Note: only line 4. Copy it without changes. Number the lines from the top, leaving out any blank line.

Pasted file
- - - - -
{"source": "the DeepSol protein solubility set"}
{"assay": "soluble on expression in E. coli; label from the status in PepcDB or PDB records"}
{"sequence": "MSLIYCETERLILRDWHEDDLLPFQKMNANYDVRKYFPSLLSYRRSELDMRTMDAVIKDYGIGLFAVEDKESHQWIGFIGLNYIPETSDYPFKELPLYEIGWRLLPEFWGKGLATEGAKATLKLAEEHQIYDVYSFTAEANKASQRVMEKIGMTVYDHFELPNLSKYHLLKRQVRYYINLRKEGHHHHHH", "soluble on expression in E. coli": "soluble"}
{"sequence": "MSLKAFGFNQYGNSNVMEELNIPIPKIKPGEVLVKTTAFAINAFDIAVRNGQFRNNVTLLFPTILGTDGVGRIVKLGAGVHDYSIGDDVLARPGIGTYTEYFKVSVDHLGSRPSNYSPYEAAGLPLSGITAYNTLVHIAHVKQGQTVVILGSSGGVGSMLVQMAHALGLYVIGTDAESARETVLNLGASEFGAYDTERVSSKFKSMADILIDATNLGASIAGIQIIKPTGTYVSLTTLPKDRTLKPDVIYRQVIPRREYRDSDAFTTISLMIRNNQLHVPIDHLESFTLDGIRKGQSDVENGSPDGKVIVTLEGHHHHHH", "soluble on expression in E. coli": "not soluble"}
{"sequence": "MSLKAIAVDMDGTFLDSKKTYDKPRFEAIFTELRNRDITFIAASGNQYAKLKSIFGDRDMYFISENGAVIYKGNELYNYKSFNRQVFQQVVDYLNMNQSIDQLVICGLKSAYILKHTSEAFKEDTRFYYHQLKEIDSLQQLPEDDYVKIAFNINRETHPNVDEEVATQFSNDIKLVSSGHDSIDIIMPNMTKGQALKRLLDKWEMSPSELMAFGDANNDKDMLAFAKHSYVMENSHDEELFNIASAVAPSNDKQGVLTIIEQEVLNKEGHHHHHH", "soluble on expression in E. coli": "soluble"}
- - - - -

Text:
{"sequence": "MSLKAFGFNQYGNSNVMEELNIPIPKIKPGEVLVKTTAFAINAFDIAVRNGQFRNNVTLLFPTILGTDGVGRIVKLGAGVHDYSIGDDVLARPGIGTYTEYFKVSVDHLGSRPSNYSPYEAAGLPLSGITAYNTLVHIAHVKQGQTVVILGSSGGVGSMLVQMAHALGLYVIGTDAESARETVLNLGASEFGAYDTERVSSKFKSMADILIDATNLGASIAGIQIIKPTGTYVSLTTLPKDRTLKPDVIYRQVIPRREYRDSDAFTTISLMIRNNQLHVPIDHLESFTLDGIRKGQSDVENGSPDGKVIVTLEGHHHHHH", "soluble on expression in E. coli": "not soluble"}